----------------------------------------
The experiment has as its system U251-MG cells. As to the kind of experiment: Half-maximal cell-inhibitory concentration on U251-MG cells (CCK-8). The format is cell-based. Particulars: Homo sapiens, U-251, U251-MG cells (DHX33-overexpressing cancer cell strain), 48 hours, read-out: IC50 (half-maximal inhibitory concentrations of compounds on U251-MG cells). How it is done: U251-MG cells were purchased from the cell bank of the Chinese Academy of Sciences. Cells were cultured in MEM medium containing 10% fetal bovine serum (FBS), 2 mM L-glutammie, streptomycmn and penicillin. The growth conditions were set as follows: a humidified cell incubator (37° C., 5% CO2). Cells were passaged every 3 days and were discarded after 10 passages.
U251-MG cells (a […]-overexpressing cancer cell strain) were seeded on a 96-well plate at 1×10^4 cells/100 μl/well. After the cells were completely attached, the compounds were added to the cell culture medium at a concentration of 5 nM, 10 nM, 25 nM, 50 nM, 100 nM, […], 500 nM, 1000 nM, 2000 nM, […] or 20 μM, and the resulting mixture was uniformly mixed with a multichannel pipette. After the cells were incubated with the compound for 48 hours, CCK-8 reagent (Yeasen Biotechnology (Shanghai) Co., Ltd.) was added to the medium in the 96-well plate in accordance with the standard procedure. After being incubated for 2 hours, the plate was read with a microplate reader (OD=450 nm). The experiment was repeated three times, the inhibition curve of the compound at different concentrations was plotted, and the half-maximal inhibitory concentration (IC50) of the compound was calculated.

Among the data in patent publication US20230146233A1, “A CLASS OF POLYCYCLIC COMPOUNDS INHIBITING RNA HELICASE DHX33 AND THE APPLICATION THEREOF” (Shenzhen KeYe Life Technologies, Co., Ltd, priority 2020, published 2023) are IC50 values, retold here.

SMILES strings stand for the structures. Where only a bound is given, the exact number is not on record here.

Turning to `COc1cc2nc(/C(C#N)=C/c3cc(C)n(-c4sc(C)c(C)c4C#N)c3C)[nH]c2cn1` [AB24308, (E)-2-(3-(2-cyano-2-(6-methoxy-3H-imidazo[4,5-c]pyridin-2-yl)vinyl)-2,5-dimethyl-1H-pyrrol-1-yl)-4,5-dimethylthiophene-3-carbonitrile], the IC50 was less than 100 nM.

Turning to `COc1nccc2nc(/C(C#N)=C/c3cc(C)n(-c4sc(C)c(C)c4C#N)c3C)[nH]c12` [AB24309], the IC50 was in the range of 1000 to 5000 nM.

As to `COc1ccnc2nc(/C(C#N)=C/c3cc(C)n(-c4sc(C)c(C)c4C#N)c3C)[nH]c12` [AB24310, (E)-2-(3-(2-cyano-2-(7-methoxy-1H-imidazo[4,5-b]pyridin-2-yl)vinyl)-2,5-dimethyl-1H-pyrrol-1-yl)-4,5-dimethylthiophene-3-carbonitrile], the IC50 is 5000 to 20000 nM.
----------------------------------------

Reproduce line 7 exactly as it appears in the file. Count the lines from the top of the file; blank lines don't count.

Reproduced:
As to `COc1ccnc2nc(/C(C#N)=C/c3cc(C)n(-c4sc(C)c(C)c4C#N)c3C)[nH]c12` [AB24310, (E)-2-(3-(2-cyano-2-(7-methoxy-1H-imidazo[4,5-b]pyridin-2-yl)vinyl)-2,5-dimethyl-1H-pyrrol-1-yl)-4,5-dimethylthiophene-3-carbonitrile], the IC50 is 5000 to 20000 nM.